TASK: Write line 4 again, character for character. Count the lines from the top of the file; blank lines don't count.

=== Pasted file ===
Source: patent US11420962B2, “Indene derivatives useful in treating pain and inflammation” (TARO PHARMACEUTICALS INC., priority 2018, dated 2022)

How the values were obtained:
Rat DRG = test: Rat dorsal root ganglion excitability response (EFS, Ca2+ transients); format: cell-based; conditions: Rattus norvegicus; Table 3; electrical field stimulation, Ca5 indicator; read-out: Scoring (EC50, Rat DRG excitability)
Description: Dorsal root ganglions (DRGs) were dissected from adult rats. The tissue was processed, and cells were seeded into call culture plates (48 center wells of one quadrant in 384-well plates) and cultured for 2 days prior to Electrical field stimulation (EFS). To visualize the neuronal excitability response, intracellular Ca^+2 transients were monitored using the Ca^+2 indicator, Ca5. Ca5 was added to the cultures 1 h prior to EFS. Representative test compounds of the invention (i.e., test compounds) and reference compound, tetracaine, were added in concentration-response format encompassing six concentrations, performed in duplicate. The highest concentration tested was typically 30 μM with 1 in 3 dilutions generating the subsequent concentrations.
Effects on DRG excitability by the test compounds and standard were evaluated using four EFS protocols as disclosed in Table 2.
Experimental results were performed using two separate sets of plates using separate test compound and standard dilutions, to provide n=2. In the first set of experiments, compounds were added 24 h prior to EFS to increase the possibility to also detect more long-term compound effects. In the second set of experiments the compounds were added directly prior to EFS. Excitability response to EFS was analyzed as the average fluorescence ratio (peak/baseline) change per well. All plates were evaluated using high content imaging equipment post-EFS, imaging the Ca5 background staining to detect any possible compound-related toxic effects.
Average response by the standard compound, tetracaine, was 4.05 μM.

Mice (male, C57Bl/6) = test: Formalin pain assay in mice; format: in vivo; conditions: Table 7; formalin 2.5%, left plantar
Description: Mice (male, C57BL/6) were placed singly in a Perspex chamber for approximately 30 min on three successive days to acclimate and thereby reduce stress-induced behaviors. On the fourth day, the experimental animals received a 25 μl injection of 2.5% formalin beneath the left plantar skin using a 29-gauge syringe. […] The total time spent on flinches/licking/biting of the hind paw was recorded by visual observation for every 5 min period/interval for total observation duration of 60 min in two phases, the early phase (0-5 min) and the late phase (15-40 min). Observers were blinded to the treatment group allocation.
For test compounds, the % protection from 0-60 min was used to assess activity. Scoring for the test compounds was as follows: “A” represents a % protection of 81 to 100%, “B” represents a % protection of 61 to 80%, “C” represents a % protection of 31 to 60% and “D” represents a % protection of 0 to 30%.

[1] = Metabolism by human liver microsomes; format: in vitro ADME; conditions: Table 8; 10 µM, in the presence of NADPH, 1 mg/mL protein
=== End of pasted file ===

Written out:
Description: Dorsal root ganglions (DRGs) were dissected from adult rats. The tissue was processed, and cells were seeded into call culture plates (48 center wells of one quadrant in 384-well plates) and cultured for 2 days prior to Electrical field stimulation (EFS). To visualize the neuronal excitability response, intracellular Ca^+2 transients were monitored using the Ca^+2 indicator, Ca5. Ca5 was added to the cultures 1 h prior to EFS. Representative test compounds of the invention (i.e., test compounds) and reference compound, tetracaine, were added in concentration-response format encompassing six concentrations, performed in duplicate. The highest concentration tested was typically 30 μM with 1 in 3 dilutions generating the subsequent concentrations.